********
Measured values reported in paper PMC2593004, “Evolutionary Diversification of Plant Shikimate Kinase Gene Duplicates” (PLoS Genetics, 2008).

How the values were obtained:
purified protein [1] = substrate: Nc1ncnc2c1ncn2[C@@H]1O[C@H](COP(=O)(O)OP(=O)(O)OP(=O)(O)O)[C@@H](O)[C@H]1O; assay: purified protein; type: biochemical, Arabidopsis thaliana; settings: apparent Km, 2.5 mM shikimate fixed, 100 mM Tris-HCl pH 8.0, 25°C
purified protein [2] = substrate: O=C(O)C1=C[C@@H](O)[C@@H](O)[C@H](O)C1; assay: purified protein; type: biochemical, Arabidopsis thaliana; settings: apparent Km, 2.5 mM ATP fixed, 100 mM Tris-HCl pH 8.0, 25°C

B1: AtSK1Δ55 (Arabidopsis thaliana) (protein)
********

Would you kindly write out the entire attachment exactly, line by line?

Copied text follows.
Measured values reported in paper PMC2593004, “Evolutionary Diversification of Plant Shikimate Kinase Gene Duplicates” (PLoS Genetics, 2008).

How the values were obtained:
purified protein [1] = substrate: Nc1ncnc2c1ncn2[C@@H]1O[C@H](COP(=O)(O)OP(=O)(O)OP(=O)(O)O)[C@@H](O)[C@H]1O; assay: purified protein; type: biochemical, Arabidopsis thaliana; settings: apparent Km, 2.5 mM shikimate fixed, 100 mM Tris-HCl pH 8.0, 25°C
purified protein [2] = substrate: O=C(O)C1=C[C@@H](O)[C@@H](O)[C@H](O)C1; assay: purified protein; type: biochemical, Arabidopsis thaliana; settings: apparent Km, 2.5 mM ATP fixed, 100 mM Tris-HCl pH 8.0, 25°C

B1: AtSK1Δ55 (Arabidopsis thaliana) (protein)